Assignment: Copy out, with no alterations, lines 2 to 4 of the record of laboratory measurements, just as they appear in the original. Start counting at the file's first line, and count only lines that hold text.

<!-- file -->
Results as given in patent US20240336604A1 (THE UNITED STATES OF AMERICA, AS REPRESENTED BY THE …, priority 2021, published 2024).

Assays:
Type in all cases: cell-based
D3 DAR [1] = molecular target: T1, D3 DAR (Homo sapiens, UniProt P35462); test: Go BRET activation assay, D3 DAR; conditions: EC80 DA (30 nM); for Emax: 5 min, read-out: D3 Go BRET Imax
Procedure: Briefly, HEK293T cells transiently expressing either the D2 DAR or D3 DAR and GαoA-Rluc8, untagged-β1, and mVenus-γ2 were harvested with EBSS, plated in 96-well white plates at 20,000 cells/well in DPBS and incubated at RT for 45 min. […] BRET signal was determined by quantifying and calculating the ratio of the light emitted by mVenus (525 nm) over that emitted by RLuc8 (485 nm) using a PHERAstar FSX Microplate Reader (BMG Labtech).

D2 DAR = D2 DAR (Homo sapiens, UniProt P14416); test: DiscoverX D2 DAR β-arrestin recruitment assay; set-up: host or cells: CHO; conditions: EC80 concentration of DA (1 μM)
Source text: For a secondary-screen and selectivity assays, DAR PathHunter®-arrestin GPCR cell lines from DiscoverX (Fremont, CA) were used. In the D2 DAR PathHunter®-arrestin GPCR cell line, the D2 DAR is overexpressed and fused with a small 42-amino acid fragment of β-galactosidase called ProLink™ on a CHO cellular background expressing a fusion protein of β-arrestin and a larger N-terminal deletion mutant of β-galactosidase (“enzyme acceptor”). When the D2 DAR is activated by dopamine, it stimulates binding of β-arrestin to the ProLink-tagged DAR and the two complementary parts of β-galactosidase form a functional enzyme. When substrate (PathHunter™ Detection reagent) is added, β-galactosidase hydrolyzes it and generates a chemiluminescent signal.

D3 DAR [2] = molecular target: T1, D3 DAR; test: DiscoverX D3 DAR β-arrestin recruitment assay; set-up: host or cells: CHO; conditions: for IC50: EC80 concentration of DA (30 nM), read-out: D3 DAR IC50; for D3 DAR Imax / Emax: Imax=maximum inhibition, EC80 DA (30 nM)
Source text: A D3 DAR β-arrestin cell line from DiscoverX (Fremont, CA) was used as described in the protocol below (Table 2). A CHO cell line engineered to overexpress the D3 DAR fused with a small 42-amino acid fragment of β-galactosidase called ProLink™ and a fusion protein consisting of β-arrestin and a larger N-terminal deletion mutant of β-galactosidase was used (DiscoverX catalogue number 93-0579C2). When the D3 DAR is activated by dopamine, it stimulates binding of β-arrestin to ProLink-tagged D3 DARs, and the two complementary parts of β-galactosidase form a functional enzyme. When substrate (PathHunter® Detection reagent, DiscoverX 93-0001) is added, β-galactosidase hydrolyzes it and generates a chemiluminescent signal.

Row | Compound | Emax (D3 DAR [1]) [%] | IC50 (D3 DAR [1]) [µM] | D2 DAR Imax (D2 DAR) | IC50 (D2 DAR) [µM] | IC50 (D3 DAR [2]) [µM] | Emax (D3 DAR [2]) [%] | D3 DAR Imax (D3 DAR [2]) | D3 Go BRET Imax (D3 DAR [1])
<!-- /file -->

Assays:
Type in all cases: cell-based
D3 DAR [1] = molecular target: T1, D3 DAR (Homo sapiens, UniProt P35462); test: Go BRET activation assay, D3 DAR; conditions: EC80 DA (30 nM); for Emax: 5 min, read-out: D3 Go BRET Imax